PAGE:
So it has been three years….!!! Since I bought the Nissan Leaf. Although it obviously feels like far less time has elapsed. In fact, I have been conducting an informal psychological experiment at work, by asking my patients how long they have had their filling or crown that has failed, and they underestimate the time that has passed by a factor of between 1.5 and 2 times. I think this is generally how much we underestimate time passing, so next time you think back to how long ago a thing was, try doubling the estimate and you’ll be in the ballpark.
I digress. So battery health 80%, mileage 39378, age-of-vehicle 6 years. Bars of battery health 11/12. Issues this year, none. Really, none. The car has performed admirably. Even with my 80% healthy battery (remember, if you can, that I started with 86% 3 years ago, when the car was 3 years old) I can still comfortably drive to work, only charging to 80% routinely, to continue to preserve the battery health, even on a winters day with wind, rain and darkness all around me and the heaters, headlights and sound system all fired up. Often there will be enough charge to drive back, but I choose to top up the battery at work, as I can. In summer when none of these are required except the sound system, then I can usually drive there and back again without the pleasant but firm voice issuing “low battery charge” from the said sound system, during the return journey, to warn me there are about 10 miles left.
So despite my hope, that I might have to look for (make/adapt/tinker) a replacement battery for this car, it seems that it is really not necessary yet and my screwdrivers and curiosity to dismantle the battery pack will have to be stifled for now. The anticipated market in aftermarket battery packs has not materialised, as there is no real demand for them yet. Battery longevity has exceeded the manufacturer’s expectations, and this can only be a good thing both for owners of EV’s and potential owners.
So where next? Well for me keeping the Leaf. I am not bored with it yet, as I have been with almost every other car I have ever owned. Why is this? I feel its a combination of factors. Firstly its performance does not degrade like most petrol/diesel vehicles I have owned before, the motor is not yet wearing out, and it is not likely to. Whilst the battery capacity slowly decreases, as I have said before this is equivalent to the fuel tank getting smaller, not the engine getting less powerful or less responsive. Secondly, it’s so incredibly cheap to run. Unless you are an 18-year-old driver, insurance usually costs less than fuel, but in the Leaf whilst insuring it costs around £500 per year (I live in Bristol) the fuel/electricity costs are probably £300-£400 per annum to cover around 8000 miles. That’s around 5p per mile in fuel costs. A bit of googling reveals the cost of riding a 50cc scooter to be around 10p/mile.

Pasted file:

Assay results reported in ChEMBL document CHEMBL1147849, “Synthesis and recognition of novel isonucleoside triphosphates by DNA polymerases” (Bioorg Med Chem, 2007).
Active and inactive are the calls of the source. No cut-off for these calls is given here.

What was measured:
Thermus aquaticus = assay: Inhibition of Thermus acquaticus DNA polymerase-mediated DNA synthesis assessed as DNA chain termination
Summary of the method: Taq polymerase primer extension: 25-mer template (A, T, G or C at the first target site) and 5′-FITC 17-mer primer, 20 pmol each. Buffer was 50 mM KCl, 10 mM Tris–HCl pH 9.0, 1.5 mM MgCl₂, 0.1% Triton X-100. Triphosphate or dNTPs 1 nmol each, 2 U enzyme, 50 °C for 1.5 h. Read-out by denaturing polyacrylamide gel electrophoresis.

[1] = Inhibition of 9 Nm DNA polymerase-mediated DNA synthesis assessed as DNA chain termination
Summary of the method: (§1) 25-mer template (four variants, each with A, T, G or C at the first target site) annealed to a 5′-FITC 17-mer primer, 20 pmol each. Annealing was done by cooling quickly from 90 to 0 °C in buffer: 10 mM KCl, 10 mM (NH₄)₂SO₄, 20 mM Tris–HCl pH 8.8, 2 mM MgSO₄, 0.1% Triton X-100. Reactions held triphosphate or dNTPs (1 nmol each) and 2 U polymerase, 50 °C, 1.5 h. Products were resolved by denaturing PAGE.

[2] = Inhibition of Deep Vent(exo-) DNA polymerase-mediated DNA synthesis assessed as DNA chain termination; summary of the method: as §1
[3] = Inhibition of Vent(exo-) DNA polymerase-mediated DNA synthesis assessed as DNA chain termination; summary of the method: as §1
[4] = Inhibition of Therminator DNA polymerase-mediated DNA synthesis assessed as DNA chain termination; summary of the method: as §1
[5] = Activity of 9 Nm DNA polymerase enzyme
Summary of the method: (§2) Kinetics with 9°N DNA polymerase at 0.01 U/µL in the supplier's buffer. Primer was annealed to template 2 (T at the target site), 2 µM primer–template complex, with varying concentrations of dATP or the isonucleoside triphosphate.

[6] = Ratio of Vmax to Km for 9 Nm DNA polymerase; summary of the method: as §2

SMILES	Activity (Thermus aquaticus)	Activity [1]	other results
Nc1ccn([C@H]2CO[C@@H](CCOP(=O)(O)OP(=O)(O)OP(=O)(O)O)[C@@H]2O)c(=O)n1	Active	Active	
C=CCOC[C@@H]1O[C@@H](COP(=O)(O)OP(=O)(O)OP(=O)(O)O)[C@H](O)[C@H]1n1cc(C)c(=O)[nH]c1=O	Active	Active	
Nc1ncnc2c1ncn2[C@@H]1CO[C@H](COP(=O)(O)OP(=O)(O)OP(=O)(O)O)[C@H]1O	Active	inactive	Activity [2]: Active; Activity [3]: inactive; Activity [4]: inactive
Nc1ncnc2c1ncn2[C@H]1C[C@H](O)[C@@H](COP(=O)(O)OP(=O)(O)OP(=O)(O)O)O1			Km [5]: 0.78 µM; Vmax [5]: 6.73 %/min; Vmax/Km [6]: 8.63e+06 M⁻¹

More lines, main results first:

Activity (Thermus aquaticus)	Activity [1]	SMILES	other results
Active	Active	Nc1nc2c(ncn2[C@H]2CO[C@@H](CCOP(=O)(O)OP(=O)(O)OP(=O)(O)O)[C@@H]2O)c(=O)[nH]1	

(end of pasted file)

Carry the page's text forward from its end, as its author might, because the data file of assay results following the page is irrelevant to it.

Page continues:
What about EV’s in general? Well, the early-adopter phase is now moving into the mainstream phase. There are a wealth of EV’s on the market now boasting considerably higher ranges than the original offerings like the 2011 Leaf. Again, as I have alluded to before, this extra range isn’t necessary for an EV to be a very useful vehicle for most drivers, but it is a necessary marketing bullet-point, which will convince fossil fuel car drivers out of their old vehicle and into an electric one. Public chargers are now far more numerous, but still resistant to consolidation into one app, or card to rule them all, which is necessary for full EV adoption.
The concept of smart energy grids, and the rise of microgeneration, and the relative surplus of energy at certain times, like when the sun is shining and the wind blowing, mean that use of EV’s as home energy storage systems promises an even brighter future.
The government has introduced a notional target of 2040 to phase out fossil fuel cars, but this is unnecessary in that the benefits of EV driving will generate the organic replacement of the internal combustion engine, in new passenger vehicles well before this date. But it’s nice to put out there, that this is the direction of travel, in case anyone still thinks it’s a fad, that will fade away before then.